Naomi Kawase’s Still the Water accomplishes something rare: a romance about young people that is clearly targeted to a more sophisticated adult audience that doesn’t rely on melodramatic tropes. The nuanced characters, verdant natural scenery and rich themes could make this a film worth watching, but it is marred by pacing issues. I wouldn’t blame you if you checked your watch now and again.
Still the Water is a first love story, although I admit that for most of he film it doesn’t play like one I’ve seen before. When it opens, the two potential lovers are present when a corpse is discovered and whatever friendship-to-romance may have been developing between Kaito (Nijirô Murakami) and Kyôko (Jun Yoshinaga) is put on hold for 100 minutes. Kaito at 16 or 17, just no longer seems interested in having a girlfriend even though everyone thinks he should have one, and thinks that Kyôko would be a good match for him. That mysterious, lifeless body, drown in the water and floating back to shore, has affected him, and we spend most of the movie trying to figure out why. No matter how many green lights he is given, he just won’t step forward, or explain what’s eating him. The lead male is largely silent throughout the film, but his story has a lot to say about about life, sex, love, death, transitions, healing and family…which is what Still the Water is broadly about. A simple love story it refuses to be.
Director and writer Naomi Kawase takes us on a journey to the Amami Archipelago for Still the Water, about as rural and remote as one can be in Japan. Kaito has moved to the island from Tokyo with his divorced mother, Misaki (Makiko Watanabe). Kyôko is a native to the island and lives surrounded by relatives. As much as the story revolves around the young pair, Kawase expands the narrative to include their contrasting family situations: one urban and largely dissolved, the other rural and extended. There are two deaths in the movie that impact both families – the corpse at the beginning and Kyôko’s mother in the middle, the point of which seems to be to relay a message that in order to move forward through the stages of life, one needs to get a handle on death and belief. With one corpse properly mourned and seen off and the other largely forgotten, the leads end up inhabiting different emotional spaces throughout the film. It is this disconnect and Kaito’s anxiety about the unknown that stalls the couple endlessly.
Or maybe it just seems like they are endlessly stalled because Kawase has decided to fill the movie with as much detail about the lives of Amami islanders that she can get away with.
Still the Water is not a bad film as far as philosophical family dramas go. With themes like death and inter-generational communication, it is definitely aimed at adult audiences, even though the leads are in their teens. These aren’t star-crossed lovers or fated soul mates or whatever brings true love out in the open in movies these days. They are humans. But the film does start to suffer from “remote lead” syndrome after awhile and a seemingly unending discourse on nature.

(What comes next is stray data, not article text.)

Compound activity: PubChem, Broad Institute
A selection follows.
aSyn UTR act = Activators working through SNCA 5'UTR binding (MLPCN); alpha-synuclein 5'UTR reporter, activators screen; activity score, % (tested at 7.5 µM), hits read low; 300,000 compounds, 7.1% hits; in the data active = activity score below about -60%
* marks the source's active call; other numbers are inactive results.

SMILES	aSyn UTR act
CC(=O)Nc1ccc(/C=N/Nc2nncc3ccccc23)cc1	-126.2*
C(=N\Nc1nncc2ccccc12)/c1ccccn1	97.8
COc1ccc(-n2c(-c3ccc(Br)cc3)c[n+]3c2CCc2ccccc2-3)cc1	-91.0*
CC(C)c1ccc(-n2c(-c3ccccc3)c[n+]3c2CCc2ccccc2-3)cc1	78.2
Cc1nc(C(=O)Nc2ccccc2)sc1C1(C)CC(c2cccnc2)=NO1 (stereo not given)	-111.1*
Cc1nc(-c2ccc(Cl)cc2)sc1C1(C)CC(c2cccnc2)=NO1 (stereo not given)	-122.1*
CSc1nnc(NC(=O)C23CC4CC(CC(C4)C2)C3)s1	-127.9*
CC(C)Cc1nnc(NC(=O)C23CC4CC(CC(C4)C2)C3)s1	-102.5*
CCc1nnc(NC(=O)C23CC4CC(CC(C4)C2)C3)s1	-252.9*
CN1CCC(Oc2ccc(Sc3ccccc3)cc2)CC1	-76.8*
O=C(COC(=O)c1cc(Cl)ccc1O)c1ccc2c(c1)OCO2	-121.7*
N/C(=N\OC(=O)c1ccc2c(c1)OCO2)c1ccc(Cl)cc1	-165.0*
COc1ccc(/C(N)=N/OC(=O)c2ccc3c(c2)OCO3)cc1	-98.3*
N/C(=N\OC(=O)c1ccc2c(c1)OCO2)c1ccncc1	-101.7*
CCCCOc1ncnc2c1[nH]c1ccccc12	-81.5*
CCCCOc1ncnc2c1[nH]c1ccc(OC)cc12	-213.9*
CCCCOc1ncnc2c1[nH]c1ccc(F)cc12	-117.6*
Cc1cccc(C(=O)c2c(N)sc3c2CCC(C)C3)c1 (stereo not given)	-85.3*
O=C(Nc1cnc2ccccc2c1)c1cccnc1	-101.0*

I wanted to connect with Kaito, but he just won’t let me and as the movie went on, I struggled to keep interested in the film. In the beginning, Kaito’s lack of interest in sex or even a date creates a great deal of tension as the audience doesn’t understand the reasons behind it. An adolescent male who doesn’t seem to want a sex life is mysterious, when you get right down to it. Is he not ready? Perhaps he’s gay? Is he avoiding the future? Is he a representative of a contemporary Japanese concern with asexual males – the emergence of “grasseaters“, so to speak? We don’t know and those questions can keep us interested, but it takes too long to get to the payoff. Murakami is very good in a role that demands nothing more than not fully interacting with anyone, although when he suddenly lets Kaito’s anger fly, we are shocked that he can be so forceful. His moment of anger is stunning, and rich, but he reveals his inner life with such moral clarity at that moment that we are left to wonder why he didn’t do so 20 minutes earlier when his broodiness was still beguiling.
I won’t reveal Kaito’s motives, since doing so would pretty much spoil the movie (he has very good motives!). But the reason he couldn’t move forward earlier is that the script calls for a meandering anthropological study of the beliefs and rituals of Amami natives – a sacrifice here (animals are definitely harmed in this film, but I wasn’t too bothered by that), a traditional folk song there, an explanation of shamanism someplace else – that inserts the theme of “belief in the face of uncertainty” and the “interconnection of generations” into the film forcefully, but creates pacing issues. Those details also completely overwhelm Kyôko’s character development, since they are inserted into her family’s story, to the point where we forget that she is a lead character in the story. She never develops – people just tell her things.
I found the rituals and folk music fascinating – that’s my background – but I can completely understand audience members tuning out while waiting for active character development and payoffs that don’t materialize very quickly. Those scenes of learning experiences and shots of natural forces representing inner lives probably add 40 minutes to the film’s length. It is a beautiful film to watch, and cinematographer Yutaka Yamazaki has captured the islands impeccably, but you won’t notice that if you find yourself closing your eyes and dozing off.